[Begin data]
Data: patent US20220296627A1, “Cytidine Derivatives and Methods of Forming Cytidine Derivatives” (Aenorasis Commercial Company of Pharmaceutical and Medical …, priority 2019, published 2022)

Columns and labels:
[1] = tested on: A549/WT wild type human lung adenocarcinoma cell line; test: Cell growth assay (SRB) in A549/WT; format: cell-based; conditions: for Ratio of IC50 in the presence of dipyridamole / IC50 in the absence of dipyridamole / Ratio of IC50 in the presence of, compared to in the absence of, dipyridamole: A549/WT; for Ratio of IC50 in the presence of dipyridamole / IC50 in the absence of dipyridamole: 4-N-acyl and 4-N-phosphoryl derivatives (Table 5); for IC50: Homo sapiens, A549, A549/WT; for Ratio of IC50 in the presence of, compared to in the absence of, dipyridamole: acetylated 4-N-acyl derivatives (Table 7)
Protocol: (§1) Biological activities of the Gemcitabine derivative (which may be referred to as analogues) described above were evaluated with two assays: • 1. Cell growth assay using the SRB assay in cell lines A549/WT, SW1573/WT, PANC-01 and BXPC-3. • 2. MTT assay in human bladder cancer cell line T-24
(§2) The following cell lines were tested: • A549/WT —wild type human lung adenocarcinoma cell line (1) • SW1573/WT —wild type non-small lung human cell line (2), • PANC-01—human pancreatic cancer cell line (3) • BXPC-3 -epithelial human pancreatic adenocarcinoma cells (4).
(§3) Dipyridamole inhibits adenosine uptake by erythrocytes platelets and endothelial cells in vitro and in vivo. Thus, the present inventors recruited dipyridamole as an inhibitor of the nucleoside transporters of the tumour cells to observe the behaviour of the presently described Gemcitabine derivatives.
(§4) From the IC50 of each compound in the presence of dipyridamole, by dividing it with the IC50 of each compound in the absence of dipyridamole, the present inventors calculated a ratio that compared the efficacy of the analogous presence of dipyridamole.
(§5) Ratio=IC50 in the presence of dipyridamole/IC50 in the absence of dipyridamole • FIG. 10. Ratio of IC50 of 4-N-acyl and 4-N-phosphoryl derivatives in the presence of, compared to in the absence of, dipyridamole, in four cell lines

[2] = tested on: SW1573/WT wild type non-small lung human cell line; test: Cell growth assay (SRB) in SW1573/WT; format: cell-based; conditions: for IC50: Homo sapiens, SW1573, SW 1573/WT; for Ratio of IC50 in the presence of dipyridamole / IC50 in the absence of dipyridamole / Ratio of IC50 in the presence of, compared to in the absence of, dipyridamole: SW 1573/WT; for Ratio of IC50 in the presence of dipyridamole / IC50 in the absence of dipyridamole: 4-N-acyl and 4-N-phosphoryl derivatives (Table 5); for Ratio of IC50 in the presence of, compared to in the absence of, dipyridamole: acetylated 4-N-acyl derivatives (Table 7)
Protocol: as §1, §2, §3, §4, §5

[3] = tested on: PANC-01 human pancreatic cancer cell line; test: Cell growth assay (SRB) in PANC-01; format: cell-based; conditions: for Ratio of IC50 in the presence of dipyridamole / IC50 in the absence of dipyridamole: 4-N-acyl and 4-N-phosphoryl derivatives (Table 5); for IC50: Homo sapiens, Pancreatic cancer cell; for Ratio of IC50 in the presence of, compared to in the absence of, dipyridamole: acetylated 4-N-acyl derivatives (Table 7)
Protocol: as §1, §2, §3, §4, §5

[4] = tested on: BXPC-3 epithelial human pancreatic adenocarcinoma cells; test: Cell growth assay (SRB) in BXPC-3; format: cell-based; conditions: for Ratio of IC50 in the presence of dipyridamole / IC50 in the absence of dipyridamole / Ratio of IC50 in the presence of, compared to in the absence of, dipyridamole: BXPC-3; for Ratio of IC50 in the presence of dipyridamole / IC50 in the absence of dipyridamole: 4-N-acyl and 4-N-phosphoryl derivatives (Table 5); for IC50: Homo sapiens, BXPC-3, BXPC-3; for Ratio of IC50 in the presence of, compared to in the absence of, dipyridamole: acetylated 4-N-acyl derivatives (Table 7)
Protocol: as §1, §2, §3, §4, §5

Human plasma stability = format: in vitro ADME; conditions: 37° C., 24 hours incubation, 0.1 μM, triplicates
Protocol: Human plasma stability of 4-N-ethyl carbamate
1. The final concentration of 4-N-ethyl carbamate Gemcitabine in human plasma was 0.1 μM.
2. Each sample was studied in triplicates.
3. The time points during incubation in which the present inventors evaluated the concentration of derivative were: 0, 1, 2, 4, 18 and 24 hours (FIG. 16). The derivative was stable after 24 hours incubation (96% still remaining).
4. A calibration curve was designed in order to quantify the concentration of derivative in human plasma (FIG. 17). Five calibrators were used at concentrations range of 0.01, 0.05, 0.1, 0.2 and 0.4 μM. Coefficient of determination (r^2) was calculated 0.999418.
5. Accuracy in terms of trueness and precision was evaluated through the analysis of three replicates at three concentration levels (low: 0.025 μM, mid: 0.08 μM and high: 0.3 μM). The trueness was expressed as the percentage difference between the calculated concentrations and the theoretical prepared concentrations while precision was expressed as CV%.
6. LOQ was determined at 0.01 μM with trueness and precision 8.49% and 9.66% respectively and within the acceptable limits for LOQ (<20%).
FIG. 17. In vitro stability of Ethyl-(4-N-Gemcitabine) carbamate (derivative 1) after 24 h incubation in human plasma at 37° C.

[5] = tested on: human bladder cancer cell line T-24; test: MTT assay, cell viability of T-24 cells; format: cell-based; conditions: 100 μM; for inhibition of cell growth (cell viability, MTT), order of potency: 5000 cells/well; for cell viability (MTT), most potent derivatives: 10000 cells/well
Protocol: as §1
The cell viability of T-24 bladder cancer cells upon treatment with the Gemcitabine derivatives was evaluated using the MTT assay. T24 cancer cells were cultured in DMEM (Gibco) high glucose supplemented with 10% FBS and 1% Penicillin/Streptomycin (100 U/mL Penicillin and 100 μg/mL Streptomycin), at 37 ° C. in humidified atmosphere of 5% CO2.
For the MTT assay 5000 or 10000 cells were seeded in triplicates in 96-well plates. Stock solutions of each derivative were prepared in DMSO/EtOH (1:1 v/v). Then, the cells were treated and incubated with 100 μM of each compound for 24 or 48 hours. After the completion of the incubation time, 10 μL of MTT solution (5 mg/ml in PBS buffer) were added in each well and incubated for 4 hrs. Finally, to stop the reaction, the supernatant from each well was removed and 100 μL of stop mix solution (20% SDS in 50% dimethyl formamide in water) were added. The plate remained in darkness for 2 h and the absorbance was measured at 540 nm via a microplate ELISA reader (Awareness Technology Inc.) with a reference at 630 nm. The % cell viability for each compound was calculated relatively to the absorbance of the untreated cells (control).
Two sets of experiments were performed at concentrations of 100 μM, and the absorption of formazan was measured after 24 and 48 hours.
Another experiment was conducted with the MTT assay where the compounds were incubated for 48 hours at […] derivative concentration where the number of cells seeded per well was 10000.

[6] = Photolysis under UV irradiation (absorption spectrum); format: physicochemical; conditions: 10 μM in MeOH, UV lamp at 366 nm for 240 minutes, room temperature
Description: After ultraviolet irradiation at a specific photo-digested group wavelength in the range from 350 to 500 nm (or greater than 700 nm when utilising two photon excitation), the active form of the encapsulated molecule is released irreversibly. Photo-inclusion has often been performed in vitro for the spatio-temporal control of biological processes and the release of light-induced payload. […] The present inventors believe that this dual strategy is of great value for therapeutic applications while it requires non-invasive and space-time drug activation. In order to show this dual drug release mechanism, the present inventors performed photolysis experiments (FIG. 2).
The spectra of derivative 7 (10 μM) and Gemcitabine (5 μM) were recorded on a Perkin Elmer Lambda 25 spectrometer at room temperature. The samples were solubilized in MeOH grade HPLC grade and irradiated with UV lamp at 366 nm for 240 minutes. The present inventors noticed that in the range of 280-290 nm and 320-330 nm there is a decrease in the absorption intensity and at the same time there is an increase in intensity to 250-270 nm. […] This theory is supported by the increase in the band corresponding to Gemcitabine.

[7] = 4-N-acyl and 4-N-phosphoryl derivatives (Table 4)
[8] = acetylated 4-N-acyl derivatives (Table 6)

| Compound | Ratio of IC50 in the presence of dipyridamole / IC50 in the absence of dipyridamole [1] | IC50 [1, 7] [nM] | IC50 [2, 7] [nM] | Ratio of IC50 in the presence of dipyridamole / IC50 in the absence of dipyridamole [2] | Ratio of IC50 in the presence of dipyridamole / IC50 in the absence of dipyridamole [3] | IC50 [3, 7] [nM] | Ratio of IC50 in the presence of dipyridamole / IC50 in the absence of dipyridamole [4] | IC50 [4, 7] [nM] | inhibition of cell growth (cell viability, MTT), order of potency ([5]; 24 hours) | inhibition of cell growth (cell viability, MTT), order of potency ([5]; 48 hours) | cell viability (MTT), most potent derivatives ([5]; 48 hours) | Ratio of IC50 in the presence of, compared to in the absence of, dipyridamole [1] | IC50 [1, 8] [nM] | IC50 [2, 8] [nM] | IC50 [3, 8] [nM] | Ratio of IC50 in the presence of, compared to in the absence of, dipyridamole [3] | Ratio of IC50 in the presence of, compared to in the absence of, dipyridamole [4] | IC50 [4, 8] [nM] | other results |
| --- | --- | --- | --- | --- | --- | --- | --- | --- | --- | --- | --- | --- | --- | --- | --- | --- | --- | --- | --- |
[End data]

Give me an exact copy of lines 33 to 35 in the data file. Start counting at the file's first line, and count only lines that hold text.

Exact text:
[7] = 4-N-acyl and 4-N-phosphoryl derivatives (Table 4)
[8] = acetylated 4-N-acyl derivatives (Table 6)

| Compound | Ratio of IC50 in the presence of dipyridamole / IC50 in the absence of dipyridamole [1] | IC50 [1, 7] [nM] | IC50 [2, 7] [nM] | Ratio of IC50 in the presence of dipyridamole / IC50 in the absence of dipyridamole [2] | Ratio of IC50 in the presence of dipyridamole / IC50 in the absence of dipyridamole [3] | IC50 [3, 7] [nM] | Ratio of IC50 in the presence of dipyridamole / IC50 in the absence of dipyridamole [4] | IC50 [4, 7] [nM] | inhibition of cell growth (cell viability, MTT), order of potency ([5]; 24 hours) | inhibition of cell growth (cell viability, MTT), order of potency ([5]; 48 hours) | cell viability (MTT), most potent derivatives ([5]; 48 hours) | Ratio of IC50 in the presence of, compared to in the absence of, dipyridamole [1] | IC50 [1, 8] [nM] | IC50 [2, 8] [nM] | IC50 [3, 8] [nM] | Ratio of IC50 in the presence of, compared to in the absence of, dipyridamole [3] | Ratio of IC50 in the presence of, compared to in the absence of, dipyridamole [4] | IC50 [4, 8] [nM] | other results |